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Vicki Allan 2010

Vicki Allan 2010

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Vicki Allan 2010

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  1. Vicki Allan2010 Looking for students for two NSF funded grants Encourage Taking CS6100 (Spring)

  2. Funded Projects 2008-2011 • CPATH – Computing Concepts • Educational • Curriculum Development • COAL – Coalition Formation • Research in Multi-agent systems

  3. CPATH • There is a need for more computer science graduates. • There is a lack of exposure to computer science. • Introductory classes are unattractive to many. • Women are not being attracted to computer science despite forces which should attract women – good pay, flexible hours, interesting problems.

  4. Create a library of multi-function Interactive Learning Modules (ILMs) • Showcase computational thinking • De-emphasize programming • Website: CSILM.USU.EDU • The following are examples created by our students:

  5. Algorithm design Abstraction

  6. Boolean Expressions

  7. Need Students • Good programmers to program interactive learning modules in Java. • Students with ideas for how to revitalize undergraduate education

  8. COAL Second project involves multi-agent systems Prefer to hire someone who has taken (or is taking) CS6100 – multi-agent systems. AI experience is an advantage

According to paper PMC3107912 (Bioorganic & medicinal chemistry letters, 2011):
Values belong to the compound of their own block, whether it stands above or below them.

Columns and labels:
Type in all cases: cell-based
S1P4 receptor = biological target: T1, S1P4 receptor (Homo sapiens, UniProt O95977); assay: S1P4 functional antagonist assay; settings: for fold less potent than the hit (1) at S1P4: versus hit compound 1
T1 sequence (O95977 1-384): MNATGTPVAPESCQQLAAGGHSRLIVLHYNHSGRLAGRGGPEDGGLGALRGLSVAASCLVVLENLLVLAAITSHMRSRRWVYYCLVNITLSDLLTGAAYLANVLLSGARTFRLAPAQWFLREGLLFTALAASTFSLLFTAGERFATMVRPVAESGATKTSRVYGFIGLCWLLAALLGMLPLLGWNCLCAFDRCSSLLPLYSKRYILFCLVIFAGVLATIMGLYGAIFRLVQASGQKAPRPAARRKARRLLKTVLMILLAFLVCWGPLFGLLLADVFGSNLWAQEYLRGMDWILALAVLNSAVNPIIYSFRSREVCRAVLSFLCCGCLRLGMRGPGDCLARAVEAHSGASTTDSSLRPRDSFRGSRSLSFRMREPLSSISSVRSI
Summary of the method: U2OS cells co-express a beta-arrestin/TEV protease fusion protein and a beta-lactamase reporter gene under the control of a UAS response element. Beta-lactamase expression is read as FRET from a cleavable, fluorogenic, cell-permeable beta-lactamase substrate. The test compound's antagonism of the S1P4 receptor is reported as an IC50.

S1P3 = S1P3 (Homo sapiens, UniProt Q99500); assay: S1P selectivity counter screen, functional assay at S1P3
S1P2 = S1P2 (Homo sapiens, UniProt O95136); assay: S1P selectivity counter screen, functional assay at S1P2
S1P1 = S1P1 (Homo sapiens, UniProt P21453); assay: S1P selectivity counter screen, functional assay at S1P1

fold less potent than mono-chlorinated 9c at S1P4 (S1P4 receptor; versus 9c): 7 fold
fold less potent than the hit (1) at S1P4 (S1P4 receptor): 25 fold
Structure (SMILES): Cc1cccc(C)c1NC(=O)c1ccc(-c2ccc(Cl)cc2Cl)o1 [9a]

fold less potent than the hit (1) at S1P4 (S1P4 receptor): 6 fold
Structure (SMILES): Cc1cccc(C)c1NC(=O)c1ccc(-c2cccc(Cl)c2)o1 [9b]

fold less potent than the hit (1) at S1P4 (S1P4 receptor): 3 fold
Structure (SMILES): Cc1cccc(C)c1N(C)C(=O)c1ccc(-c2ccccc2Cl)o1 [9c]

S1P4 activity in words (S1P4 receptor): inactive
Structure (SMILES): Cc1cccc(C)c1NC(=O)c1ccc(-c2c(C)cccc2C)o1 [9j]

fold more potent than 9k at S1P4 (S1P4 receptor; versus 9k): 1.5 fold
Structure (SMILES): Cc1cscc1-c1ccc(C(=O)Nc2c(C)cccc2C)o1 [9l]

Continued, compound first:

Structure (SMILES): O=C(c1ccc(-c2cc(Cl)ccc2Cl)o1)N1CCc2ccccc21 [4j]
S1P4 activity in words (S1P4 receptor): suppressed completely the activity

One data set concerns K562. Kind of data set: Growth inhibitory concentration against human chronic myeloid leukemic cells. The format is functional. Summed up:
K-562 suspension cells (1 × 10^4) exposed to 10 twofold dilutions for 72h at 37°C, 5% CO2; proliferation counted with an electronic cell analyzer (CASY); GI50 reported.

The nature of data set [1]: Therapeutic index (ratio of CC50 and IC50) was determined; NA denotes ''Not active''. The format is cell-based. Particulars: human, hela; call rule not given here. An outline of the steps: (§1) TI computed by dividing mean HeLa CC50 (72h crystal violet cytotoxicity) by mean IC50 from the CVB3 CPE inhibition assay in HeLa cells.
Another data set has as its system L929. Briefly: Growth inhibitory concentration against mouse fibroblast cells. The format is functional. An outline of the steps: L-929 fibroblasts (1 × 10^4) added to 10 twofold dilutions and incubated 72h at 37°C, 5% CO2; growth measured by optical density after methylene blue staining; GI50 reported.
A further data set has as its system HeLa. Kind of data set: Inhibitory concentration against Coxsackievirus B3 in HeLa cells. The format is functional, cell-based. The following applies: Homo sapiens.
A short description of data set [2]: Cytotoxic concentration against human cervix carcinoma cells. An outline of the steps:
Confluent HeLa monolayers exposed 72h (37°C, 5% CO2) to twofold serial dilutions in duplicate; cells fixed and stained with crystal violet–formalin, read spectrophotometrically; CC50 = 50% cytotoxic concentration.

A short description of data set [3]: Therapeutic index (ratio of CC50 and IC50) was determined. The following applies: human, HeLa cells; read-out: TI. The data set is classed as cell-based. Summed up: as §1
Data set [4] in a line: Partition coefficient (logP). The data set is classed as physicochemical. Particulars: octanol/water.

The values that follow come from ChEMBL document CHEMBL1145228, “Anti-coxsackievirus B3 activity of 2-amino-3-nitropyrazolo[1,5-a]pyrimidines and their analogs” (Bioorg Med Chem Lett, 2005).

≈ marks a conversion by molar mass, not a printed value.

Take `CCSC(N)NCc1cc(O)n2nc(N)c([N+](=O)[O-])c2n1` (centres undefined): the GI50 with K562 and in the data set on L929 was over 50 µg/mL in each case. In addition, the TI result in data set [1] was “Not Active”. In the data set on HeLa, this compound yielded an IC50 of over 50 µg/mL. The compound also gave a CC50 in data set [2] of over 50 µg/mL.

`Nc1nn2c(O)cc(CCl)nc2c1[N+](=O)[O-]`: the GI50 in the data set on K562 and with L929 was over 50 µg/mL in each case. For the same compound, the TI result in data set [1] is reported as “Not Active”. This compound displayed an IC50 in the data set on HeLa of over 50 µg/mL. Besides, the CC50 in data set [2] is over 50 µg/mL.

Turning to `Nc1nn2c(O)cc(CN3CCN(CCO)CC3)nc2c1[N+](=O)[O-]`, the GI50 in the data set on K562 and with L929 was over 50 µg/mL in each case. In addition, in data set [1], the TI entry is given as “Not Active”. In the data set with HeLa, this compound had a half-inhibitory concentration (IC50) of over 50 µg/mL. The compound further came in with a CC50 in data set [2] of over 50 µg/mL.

9. If two heads are better than one, how about 2000?

  10. Monetary Auction • Object for sale: a five dollar bill • Rules • Highest bidder gets it • Highest bidder and the second highest bidder pay their bids • New bids must beat old bids by 5¢. • Bidding starts at 5¢. • What would your strategy be?

  11. Give Away • Bags of candy to give away • If everyone in the class says “share”, the candy is split equally. • If only one person says “I want it”, he/she gets the candy to himself. • If more than one person says “I want it”, I keep the candy.

  12. The point? • You are competing against others who are as smart as you are. • If there is a “weakness” that someone can exploit to their benefit, someone will find it. • You don’t have a central planner who is making the decision. • Decisions happen in parallel.

  13. Cooperation • Hiring a new professor this year. • Committee of three people to make decision • Have narrowed it down to four candidates. • Each person has a different ranking for the candidates. • How do we make a decision? • Termed a social choice function

  14. Binary Protocol One voter ranks c > d > b > a One voter ranks a > c > d > b One voter ranks b > a > c > d

  15. Binary Protocol One voter ranks c > d > b > a One voter ranks a > c > d > b One voter ranks b > a > c > d winner (c, (winner (a, winner(b,d)))=a winner (d, (winner (b, winner(c,a)))=d winner (c, (winner (b, winner(a,d)))=c winner (b, (winner (a, winner(c,d)))=b surprisingly, order of pairing yields different winner!

  16. Suppose we have seven votersHow choose winner? • a > b > c >d • a > b > c >d • a > b > c >d • a > b > c >d • b > c > d> a • b > c > d> a • b > c > d> a Are they honest? Who is really the most preferred candidate?.

  17. Borda protocol assigns an alternative |O| points for the highest preference, |O|-1 points for the second, and so on • The counts are summed across the voters and the alternative with the highest count becomes the social choice 17